US FDA grants orphan status to Immunocore’s (Oxford, UK) IMCgp100 an immune-mobilizing drug for the use in patients with uveal melanoma. Immunocore's ImmTACs (Immune mobilising mTCR Against Cancer), are a new class of drug with ultra-high affinity for intracellular cancer targets, which enable the immune system to recognise and kill cancerous or bacterially/virally infected cells. 


US FDA has accepted Merck & Co’s biologics license application for its human monoclonal antibody bezlotoxumab as a preventive treatment against recurrent Clostridium difficile infection. A final decision from the agency is expected by July 23.


Akashi Therapeutics (Cambridge, MA, USA) suspends enrollment in its clinical trial with investigational fast-track and orphan drug tagged HT-100 in patients with Duchenne muscular dystrophy (DMD) after one patient developed life-threatening health issues while receiving a high dose of 60 μg/kg/day. HT-100 (a delayed-release of halofuginone) is an orally available small molecule designed to reduce fibrosis and inflammation and promote healthy muscle fiber regeneration in patients with DMD. Earlier this month, the company has announced a $100M global agreement with Germany's Grünenthal to develop HT-100 for DMD.



Science and Technology


St. Jude Children's Research Hospital scientists have identified a molecular property of the hemagglutinin protein that contributed to the emergence of the 2009 H1N1 pandemic influenza virus. Hemagglutinin is carried on the surface of the flu virus. The virus needs the protein for binding to and infecting host cells. The researchers showed that hemagglutinin became more stable in an acidic environment as the H1N1 virus shifted from swine to humans. The adaptation increased the protein's stability in the acidic conditions of the human respiratory tract and lowered the pH at which hemagglutinin was activated. Activation triggers an irreversible change in the protein's molecular shape that fuses the virus and target cell.

Research led by Dr Mario Weick of the School of Psychology at the University of Kent has for the first time linked the activation of the brain's two hemispheres with lateral shifts in people's walking trajectories. People experiencing anxiety and inhibition have more activity in the right side of the brain, causing them to walk in a leftward trajectory.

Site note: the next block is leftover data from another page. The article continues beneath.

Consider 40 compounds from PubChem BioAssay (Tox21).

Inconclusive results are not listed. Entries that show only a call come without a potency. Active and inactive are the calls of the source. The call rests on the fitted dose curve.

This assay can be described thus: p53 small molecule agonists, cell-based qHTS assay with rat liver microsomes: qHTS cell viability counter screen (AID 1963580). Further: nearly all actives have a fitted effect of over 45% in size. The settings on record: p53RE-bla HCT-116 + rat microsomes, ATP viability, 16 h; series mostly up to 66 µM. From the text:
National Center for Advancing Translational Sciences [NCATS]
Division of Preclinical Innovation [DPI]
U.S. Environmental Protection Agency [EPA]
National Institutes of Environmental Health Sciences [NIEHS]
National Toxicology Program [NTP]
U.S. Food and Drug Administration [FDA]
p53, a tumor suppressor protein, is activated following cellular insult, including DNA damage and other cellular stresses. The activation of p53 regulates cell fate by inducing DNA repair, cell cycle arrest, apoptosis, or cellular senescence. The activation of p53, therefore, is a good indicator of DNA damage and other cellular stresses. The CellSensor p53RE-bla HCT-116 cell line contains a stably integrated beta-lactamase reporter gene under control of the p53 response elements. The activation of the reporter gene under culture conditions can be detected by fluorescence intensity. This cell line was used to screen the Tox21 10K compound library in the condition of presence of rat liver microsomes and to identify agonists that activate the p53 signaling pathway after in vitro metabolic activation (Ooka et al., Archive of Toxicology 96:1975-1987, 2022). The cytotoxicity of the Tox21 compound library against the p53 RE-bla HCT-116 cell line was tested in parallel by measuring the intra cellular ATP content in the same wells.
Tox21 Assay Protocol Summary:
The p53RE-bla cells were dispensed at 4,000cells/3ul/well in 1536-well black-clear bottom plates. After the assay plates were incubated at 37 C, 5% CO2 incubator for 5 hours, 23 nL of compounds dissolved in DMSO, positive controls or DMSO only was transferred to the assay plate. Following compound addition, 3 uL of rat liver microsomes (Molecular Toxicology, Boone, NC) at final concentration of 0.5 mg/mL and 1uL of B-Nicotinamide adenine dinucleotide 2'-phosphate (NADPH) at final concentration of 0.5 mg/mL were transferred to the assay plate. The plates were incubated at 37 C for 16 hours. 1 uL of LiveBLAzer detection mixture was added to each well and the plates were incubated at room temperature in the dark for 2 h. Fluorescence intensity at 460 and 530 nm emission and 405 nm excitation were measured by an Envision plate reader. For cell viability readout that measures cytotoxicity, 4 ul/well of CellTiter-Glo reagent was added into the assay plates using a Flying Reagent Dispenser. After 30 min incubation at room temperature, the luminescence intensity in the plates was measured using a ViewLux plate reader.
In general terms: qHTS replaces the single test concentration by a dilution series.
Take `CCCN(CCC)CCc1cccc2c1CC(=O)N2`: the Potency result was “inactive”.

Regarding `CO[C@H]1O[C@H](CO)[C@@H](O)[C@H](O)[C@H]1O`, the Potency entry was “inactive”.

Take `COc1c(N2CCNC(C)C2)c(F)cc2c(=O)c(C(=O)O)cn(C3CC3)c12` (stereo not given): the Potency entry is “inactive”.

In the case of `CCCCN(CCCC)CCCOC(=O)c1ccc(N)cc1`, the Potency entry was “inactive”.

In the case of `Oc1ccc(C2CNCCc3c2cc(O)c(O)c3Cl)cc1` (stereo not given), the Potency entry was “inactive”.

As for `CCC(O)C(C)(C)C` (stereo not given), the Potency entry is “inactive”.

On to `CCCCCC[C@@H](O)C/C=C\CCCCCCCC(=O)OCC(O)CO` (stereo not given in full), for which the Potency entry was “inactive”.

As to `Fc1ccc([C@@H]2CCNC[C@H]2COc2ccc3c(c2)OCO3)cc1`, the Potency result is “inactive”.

Medical Devices and Diagnosis News


A new MRI imaging technique could reduce the need for amputation in patients with critical limb ischemia, according to a new study. The technique uses a new way of mapping blood delivered to the leg muscle immediately after operations on people with severely reduced blood flow to their limbs. Currently surgeons may need to wait days or weeks to see how successful the surgery has been.


Two studies, one from The Cancer Research UK and one from KU Leuven in Belgium, relating to ovarian cancer have yielded information about the genetic background to the disease, as well as evidence that improving a test linked to ultrasound diagnosis can produce a better classification of ovarian tumors.



Cost, Pricing and Market Access


Novo Nordisk finally launches its new diabetes treatment Tresiba in the US approved by the FDA in September. The Danish company which has high expectations for the drug will face strong competition from Sanofi’s Lantus and newly launched Toujeo, plus as of December, from Lilly and Boehringer Ingelheim’s Basaglar, a Lantus biosimilar. Payers’ contracts will be key in the market share battle of these new drugs.


UK National Institute for Health and Care Excellence (NICE):

has issued final guidelines recommending seven biological disease modifying drugs for severe rheumatoid arthritis which has not responded to conventional therapy such as methotrexate. The guidance recommends: AbbVie’s Humira (adalimumab); Pfizer’s Enbrel (etanercept); Merck Sharp & Dohme’s (MSD) Remicade (infliximab) and biosimilars by Hospira UK (Inflectra) and Napp Pharmaceuticals (Remsima); UCB Pharma’s Cimzia (certolizumab);  MSD’s Simponi (golimumab); Roche’s RoActemra (tocilizumab); and Bristol-Myers Squibb’s Orencia (abatacept), each in combination with methotrexate.  Humira, Enbrel, Cimzia or RoActemra are also recommended as monotherapy for people who cannot take methotrexate.

…and approves the routine use of Boehringer Ingelheim’s Ofev (nintedanib, a pan kinase inhibitor) as a treatment for patients with lung-scarring disease pulmonary fibrosis but only if it is provided with the discount agreed in the patient access scheme.